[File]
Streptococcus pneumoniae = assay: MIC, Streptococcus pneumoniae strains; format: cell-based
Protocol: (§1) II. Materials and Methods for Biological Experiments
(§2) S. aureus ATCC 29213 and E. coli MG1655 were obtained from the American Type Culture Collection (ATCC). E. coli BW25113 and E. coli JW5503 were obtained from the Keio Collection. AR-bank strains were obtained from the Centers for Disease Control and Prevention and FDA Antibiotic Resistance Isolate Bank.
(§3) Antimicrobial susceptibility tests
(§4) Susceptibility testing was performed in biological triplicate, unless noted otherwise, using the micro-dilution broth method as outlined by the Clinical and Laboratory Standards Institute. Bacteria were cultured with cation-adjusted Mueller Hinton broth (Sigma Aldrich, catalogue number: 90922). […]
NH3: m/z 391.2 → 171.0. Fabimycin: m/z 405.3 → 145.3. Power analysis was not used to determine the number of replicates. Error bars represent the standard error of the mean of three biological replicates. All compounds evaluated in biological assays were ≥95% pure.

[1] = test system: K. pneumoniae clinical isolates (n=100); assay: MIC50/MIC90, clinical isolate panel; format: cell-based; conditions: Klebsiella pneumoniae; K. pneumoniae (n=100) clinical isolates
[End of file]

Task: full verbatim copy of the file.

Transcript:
Streptococcus pneumoniae = assay: MIC, Streptococcus pneumoniae strains; format: cell-based
Protocol: (§1) II. Materials and Methods for Biological Experiments
(§2) S. aureus ATCC 29213 and E. coli MG1655 were obtained from the American Type Culture Collection (ATCC). E. coli BW25113 and E. coli JW5503 were obtained from the Keio Collection. AR-bank strains were obtained from the Centers for Disease Control and Prevention and FDA Antibiotic Resistance Isolate Bank.
(§3) Antimicrobial susceptibility tests
(§4) Susceptibility testing was performed in biological triplicate, unless noted otherwise, using the micro-dilution broth method as outlined by the Clinical and Laboratory Standards Institute. Bacteria were cultured with cation-adjusted Mueller Hinton broth (Sigma Aldrich, catalogue number: 90922). […]
NH3: m/z 391.2 → 171.0. Fabimycin: m/z 405.3 → 145.3. Power analysis was not used to determine the number of replicates. Error bars represent the standard error of the mean of three biological replicates. All compounds evaluated in biological assays were ≥95% pure.

[1] = test system: K. pneumoniae clinical isolates (n=100); assay: MIC50/MIC90, clinical isolate panel; format: cell-based; conditions: Klebsiella pneumoniae; K. pneumoniae (n=100) clinical isolates